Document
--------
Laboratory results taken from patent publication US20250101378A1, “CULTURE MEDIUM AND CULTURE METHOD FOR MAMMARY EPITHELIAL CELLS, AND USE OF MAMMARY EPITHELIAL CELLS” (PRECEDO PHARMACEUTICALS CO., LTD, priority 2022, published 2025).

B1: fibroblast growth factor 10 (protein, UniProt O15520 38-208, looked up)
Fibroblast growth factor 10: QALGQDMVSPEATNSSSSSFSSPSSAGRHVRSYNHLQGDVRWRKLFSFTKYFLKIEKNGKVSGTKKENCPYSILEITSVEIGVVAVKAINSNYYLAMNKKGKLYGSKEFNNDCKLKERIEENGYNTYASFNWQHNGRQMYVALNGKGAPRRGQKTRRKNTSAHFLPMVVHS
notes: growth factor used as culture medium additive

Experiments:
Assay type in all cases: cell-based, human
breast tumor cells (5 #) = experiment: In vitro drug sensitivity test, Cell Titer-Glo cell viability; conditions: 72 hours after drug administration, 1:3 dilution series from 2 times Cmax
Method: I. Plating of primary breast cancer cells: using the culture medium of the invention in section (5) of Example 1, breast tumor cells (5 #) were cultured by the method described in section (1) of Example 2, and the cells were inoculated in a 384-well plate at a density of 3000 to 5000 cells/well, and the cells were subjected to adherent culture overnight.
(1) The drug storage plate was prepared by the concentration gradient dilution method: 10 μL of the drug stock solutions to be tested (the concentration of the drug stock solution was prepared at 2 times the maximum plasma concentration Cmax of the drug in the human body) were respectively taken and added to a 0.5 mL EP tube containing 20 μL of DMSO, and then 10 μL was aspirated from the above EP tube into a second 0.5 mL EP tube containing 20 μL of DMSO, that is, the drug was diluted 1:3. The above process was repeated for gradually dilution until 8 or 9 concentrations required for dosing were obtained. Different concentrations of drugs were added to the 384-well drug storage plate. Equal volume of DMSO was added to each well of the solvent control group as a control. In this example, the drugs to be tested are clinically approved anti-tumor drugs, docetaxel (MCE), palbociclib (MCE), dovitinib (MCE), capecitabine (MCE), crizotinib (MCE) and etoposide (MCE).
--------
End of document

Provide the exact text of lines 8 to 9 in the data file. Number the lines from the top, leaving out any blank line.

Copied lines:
Method: I. Plating of primary breast cancer cells: using the culture medium of the invention in section (5) of Example 1, breast tumor cells (5 #) were cultured by the method described in section (1) of Example 2, and the cells were inoculated in a 384-well plate at a density of 3000 to 5000 cells/well, and the cells were subjected to adherent culture overnight.
(1) The drug storage plate was prepared by the concentration gradient dilution method: 10 μL of the drug stock solutions to be tested (the concentration of the drug stock solution was prepared at 2 times the maximum plasma concentration Cmax of the drug in the human body) were respectively taken and added to a 0.5 mL EP tube containing 20 μL of DMSO, and then 10 μL was aspirated from the above EP tube into a second 0.5 mL EP tube containing 20 μL of DMSO, that is, the drug was diluted 1:3. The above process was repeated for gradually dilution until 8 or 9 concentrations required for dosing were obtained. Different concentrations of drugs were added to the 384-well drug storage plate. Equal volume of DMSO was added to each well of the solvent control group as a control. In this example, the drugs to be tested are clinically approved anti-tumor drugs, docetaxel (MCE), palbociclib (MCE), dovitinib (MCE), capecitabine (MCE), crizotinib (MCE) and etoposide (MCE).